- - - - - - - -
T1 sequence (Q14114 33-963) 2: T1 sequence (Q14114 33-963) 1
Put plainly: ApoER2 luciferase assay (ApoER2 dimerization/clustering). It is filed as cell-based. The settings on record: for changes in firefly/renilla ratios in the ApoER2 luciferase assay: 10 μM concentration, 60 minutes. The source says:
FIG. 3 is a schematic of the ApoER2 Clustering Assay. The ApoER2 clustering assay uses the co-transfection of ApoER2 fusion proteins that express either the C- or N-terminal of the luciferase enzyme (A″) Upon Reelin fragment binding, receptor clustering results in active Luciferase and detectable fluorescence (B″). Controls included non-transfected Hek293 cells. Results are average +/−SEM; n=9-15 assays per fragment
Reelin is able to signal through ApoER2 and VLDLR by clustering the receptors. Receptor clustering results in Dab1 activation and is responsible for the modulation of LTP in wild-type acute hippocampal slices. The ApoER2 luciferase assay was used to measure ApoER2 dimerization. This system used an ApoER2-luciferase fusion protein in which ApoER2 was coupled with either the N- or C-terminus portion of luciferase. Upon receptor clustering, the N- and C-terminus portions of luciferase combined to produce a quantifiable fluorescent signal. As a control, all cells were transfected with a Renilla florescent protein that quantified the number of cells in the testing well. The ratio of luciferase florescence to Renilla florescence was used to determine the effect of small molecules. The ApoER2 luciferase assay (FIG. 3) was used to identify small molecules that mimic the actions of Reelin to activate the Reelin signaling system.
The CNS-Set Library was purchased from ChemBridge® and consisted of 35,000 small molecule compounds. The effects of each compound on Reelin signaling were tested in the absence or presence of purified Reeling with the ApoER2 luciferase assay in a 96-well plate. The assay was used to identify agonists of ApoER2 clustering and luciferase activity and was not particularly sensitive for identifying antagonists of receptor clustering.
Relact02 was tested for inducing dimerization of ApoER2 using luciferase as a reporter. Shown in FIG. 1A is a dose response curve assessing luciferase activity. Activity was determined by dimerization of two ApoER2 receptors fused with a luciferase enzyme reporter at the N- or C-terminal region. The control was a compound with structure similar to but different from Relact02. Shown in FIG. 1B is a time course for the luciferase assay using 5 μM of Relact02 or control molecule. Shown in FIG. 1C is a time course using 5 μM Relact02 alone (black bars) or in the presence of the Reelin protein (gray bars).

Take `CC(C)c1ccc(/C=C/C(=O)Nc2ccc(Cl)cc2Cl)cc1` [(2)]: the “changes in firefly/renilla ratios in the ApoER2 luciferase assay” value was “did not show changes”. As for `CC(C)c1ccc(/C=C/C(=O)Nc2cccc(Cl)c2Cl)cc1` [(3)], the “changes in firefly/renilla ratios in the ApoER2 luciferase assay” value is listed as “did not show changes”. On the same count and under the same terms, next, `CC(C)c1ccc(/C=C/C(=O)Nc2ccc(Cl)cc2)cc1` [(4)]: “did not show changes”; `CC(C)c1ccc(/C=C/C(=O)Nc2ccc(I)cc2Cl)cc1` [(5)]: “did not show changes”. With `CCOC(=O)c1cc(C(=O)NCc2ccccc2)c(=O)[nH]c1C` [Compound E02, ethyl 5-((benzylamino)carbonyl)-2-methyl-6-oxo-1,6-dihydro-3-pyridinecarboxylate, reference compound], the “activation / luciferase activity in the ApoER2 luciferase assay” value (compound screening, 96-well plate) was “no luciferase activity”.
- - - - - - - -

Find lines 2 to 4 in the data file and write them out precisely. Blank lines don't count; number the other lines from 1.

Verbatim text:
Put plainly: ApoER2 luciferase assay (ApoER2 dimerization/clustering). It is filed as cell-based. The settings on record: for changes in firefly/renilla ratios in the ApoER2 luciferase assay: 10 μM concentration, 60 minutes. The source says:
FIG. 3 is a schematic of the ApoER2 Clustering Assay. The ApoER2 clustering assay uses the co-transfection of ApoER2 fusion proteins that express either the C- or N-terminal of the luciferase enzyme (A″) Upon Reelin fragment binding, receptor clustering results in active Luciferase and detectable fluorescence (B″). Controls included non-transfected Hek293 cells. Results are average +/−SEM; n=9-15 assays per fragment
Reelin is able to signal through ApoER2 and VLDLR by clustering the receptors. Receptor clustering results in Dab1 activation and is responsible for the modulation of LTP in wild-type acute hippocampal slices. The ApoER2 luciferase assay was used to measure ApoER2 dimerization. This system used an ApoER2-luciferase fusion protein in which ApoER2 was coupled with either the N- or C-terminus portion of luciferase. Upon receptor clustering, the N- and C-terminus portions of luciferase combined to produce a quantifiable fluorescent signal. As a control, all cells were transfected with a Renilla florescent protein that quantified the number of cells in the testing well. The ratio of luciferase florescence to Renilla florescence was used to determine the effect of small molecules. The ApoER2 luciferase assay (FIG. 3) was used to identify small molecules that mimic the actions of Reelin to activate the Reelin signaling system.